1986 World Cup: The knockout rounds

Bulgaria qualified for the 1986 World Cup in Mexico by finishing second in Group Four, behind France with 11 points, but ahead of powerful rivals Yugoslavia and Germany. This was their fifth World Cup appearance. They were drawn in Group A with Italy, Argentina, and South Korea. In the opening match of the World Cup, the Bulgarians held the defending champions Italy to an impressive 1–1 draw. Alessandro Altobelli gave the Italians the lead, but an 85th-minute equalizer by Nasko Sirakov gave the Bulgarians the point they needed. The next match was another 1–1 draw against South Korea with the goal for Bulgaria coming from Plamen Getov in the 11th minute. They lost the final match of the group 2–0 against Argentina, who eventually won the tournament. Despite not recording a win, the Bulgarians advanced to the knockout stage by being the third-best third-placed team. By doing so, Bulgaria along with Uruguay became the first nations to qualify for the knockout stage without winning a game in the first round. In the Round of 16, they faced World Cup hosts Mexico, who were looking for revenge due to their previous home Olympic semi-final loss to Bulgaria in Mexico City in 1968. The match was hard fought from both sides of the scale but ultimately, Mexico came away with the 2–0 win.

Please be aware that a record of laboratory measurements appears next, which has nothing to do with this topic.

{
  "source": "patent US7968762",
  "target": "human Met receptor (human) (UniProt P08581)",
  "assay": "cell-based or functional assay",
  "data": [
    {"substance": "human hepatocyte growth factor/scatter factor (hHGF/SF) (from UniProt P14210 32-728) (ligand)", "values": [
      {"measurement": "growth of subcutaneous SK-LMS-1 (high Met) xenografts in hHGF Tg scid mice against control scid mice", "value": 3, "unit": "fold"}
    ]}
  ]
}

Stoichkov's reign of the Golden Generation

1994 World Cup: Final four triumph

Certainly one of the most important dates in Bulgarian football history is 17 November 1993, a date where Emil Kostadinov scored two goals in the 90th minute to beat France in Paris, allowing Bulgaria to qualify for the World Cup in the United States in 1994. Under the management of Dimitar Penev, the Bulgarians, led by players such as Hristo Stoichkov, Yordan Lechkov, and Krasimir Balakov, along with a multitude of other talented players remembered in Bulgaria as the "Golden Generation", made a strong impression by surprisingly reaching the semi-finals. They entered a very tough Group D with 1990 World Cup runners-up Argentina with Diego Maradona at the helm, African Nations Cup champions Nigeria, and Balkan rivals Greece. The first match ended with a 3–0 defeat to Nigeria. Despite the bad start, the team made quite a huge statement by winning 4–0 against their Greece and increasing their goal difference. Their third and final match came against Argentina. The powerful Bulgarian side came away with a shocking 2–0 victory. Going into injury-time, Argentina was leading the group. A 91st-minute strike from Nasko Sirakov, however, meant that they'd drop two places and finish third.